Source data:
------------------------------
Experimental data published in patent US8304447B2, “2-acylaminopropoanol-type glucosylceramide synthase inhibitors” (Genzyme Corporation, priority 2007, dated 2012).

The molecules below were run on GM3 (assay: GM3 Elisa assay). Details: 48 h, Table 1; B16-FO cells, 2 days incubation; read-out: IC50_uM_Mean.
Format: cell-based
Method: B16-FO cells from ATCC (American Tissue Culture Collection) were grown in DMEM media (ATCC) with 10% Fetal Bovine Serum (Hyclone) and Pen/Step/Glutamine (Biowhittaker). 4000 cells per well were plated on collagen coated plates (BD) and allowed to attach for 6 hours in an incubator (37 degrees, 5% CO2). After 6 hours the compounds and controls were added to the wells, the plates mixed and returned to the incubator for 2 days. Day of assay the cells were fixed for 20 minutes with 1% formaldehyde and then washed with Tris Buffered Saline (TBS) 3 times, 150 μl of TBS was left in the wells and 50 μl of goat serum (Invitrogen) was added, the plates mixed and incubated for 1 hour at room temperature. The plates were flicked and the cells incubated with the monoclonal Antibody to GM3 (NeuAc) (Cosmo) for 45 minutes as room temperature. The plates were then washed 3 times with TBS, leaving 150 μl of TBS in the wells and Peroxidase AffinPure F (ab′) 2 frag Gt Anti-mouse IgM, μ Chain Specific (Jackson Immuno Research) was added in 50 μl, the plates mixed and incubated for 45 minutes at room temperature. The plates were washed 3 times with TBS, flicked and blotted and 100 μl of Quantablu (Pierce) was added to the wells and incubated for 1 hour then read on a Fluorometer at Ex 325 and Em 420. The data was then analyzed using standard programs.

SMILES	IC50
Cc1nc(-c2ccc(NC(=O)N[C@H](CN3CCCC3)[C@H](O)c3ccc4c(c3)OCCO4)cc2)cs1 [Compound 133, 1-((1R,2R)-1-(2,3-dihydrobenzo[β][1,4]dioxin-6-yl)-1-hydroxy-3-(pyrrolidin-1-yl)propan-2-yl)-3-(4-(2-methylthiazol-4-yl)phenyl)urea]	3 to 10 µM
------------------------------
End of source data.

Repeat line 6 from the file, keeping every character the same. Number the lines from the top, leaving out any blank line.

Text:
Cc1nc(-c2ccc(NC(=O)N[C@H](CN3CCCC3)[C@H](O)c3ccc4c(c3)OCCO4)cc2)cs1 [Compound 133, 1-((1R,2R)-1-(2,3-dihydrobenzo[β][1,4]dioxin-6-yl)-1-hydroxy-3-(pyrrolidin-1-yl)propan-2-yl)-3-(4-(2-methylthiazol-4-yl)phenyl)urea]	3 to 10 µM